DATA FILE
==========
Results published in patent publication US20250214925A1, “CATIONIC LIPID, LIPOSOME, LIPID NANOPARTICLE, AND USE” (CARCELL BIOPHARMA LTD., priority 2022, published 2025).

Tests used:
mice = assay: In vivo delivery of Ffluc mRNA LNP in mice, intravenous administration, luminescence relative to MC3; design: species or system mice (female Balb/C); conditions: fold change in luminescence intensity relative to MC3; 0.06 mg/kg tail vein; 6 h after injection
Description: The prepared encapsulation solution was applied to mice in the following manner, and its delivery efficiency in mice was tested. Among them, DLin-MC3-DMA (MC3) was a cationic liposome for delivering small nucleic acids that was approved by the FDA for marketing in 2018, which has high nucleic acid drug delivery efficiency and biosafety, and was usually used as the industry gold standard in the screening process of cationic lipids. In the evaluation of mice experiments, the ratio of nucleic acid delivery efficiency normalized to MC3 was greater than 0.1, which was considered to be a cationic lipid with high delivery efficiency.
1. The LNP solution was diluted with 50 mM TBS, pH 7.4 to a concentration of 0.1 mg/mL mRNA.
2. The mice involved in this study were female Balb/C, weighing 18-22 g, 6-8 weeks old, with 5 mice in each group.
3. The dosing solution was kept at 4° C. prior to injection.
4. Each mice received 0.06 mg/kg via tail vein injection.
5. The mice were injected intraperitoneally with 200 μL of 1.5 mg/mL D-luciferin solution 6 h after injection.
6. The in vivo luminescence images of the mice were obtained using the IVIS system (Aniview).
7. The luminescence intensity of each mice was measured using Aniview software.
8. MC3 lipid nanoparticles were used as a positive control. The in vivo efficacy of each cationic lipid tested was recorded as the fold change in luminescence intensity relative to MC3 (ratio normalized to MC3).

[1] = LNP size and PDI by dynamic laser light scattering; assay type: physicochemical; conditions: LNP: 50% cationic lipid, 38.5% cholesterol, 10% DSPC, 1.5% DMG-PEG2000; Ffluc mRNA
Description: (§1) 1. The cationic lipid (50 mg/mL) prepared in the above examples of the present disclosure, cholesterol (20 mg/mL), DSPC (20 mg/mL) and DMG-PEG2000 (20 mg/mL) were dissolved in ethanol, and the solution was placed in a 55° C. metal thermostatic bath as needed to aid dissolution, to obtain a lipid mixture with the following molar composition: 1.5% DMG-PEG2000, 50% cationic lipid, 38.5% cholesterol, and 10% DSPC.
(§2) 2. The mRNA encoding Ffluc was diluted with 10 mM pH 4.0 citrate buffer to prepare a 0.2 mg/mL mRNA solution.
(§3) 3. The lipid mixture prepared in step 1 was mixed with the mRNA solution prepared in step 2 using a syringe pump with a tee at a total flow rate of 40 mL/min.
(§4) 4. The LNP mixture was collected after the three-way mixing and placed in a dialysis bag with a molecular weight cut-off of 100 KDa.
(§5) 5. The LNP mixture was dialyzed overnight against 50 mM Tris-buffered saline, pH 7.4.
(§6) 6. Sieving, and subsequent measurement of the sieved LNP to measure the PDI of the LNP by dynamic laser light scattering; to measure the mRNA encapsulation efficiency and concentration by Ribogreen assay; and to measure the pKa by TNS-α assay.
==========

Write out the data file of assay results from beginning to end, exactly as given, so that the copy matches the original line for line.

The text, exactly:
Results published in patent publication US20250214925A1, “CATIONIC LIPID, LIPOSOME, LIPID NANOPARTICLE, AND USE” (CARCELL BIOPHARMA LTD., priority 2022, published 2025).

Tests used:
mice = assay: In vivo delivery of Ffluc mRNA LNP in mice, intravenous administration, luminescence relative to MC3; design: species or system mice (female Balb/C); conditions: fold change in luminescence intensity relative to MC3; 0.06 mg/kg tail vein; 6 h after injection
Description: The prepared encapsulation solution was applied to mice in the following manner, and its delivery efficiency in mice was tested. Among them, DLin-MC3-DMA (MC3) was a cationic liposome for delivering small nucleic acids that was approved by the FDA for marketing in 2018, which has high nucleic acid drug delivery efficiency and biosafety, and was usually used as the industry gold standard in the screening process of cationic lipids. In the evaluation of mice experiments, the ratio of nucleic acid delivery efficiency normalized to MC3 was greater than 0.1, which was considered to be a cationic lipid with high delivery efficiency.
1. The LNP solution was diluted with 50 mM TBS, pH 7.4 to a concentration of 0.1 mg/mL mRNA.
2. The mice involved in this study were female Balb/C, weighing 18-22 g, 6-8 weeks old, with 5 mice in each group.
3. The dosing solution was kept at 4° C. prior to injection.
4. Each mice received 0.06 mg/kg via tail vein injection.
5. The mice were injected intraperitoneally with 200 μL of 1.5 mg/mL D-luciferin solution 6 h after injection.
6. The in vivo luminescence images of the mice were obtained using the IVIS system (Aniview).
7. The luminescence intensity of each mice was measured using Aniview software.
8. MC3 lipid nanoparticles were used as a positive control. The in vivo efficacy of each cationic lipid tested was recorded as the fold change in luminescence intensity relative to MC3 (ratio normalized to MC3).

[1] = LNP size and PDI by dynamic laser light scattering; assay type: physicochemical; conditions: LNP: 50% cationic lipid, 38.5% cholesterol, 10% DSPC, 1.5% DMG-PEG2000; Ffluc mRNA
Description: (§1) 1. The cationic lipid (50 mg/mL) prepared in the above examples of the present disclosure, cholesterol (20 mg/mL), DSPC (20 mg/mL) and DMG-PEG2000 (20 mg/mL) were dissolved in ethanol, and the solution was placed in a 55° C. metal thermostatic bath as needed to aid dissolution, to obtain a lipid mixture with the following molar composition: 1.5% DMG-PEG2000, 50% cationic lipid, 38.5% cholesterol, and 10% DSPC.
(§2) 2. The mRNA encoding Ffluc was diluted with 10 mM pH 4.0 citrate buffer to prepare a 0.2 mg/mL mRNA solution.
(§3) 3. The lipid mixture prepared in step 1 was mixed with the mRNA solution prepared in step 2 using a syringe pump with a tee at a total flow rate of 40 mL/min.
(§4) 4. The LNP mixture was collected after the three-way mixing and placed in a dialysis bag with a molecular weight cut-off of 100 KDa.
(§5) 5. The LNP mixture was dialyzed overnight against 50 mM Tris-buffered saline, pH 7.4.
(§6) 6. Sieving, and subsequent measurement of the sieved LNP to measure the PDI of the LNP by dynamic laser light scattering; to measure the mRNA encapsulation efficiency and concentration by Ribogreen assay; and to measure the pKa by TNS-α assay.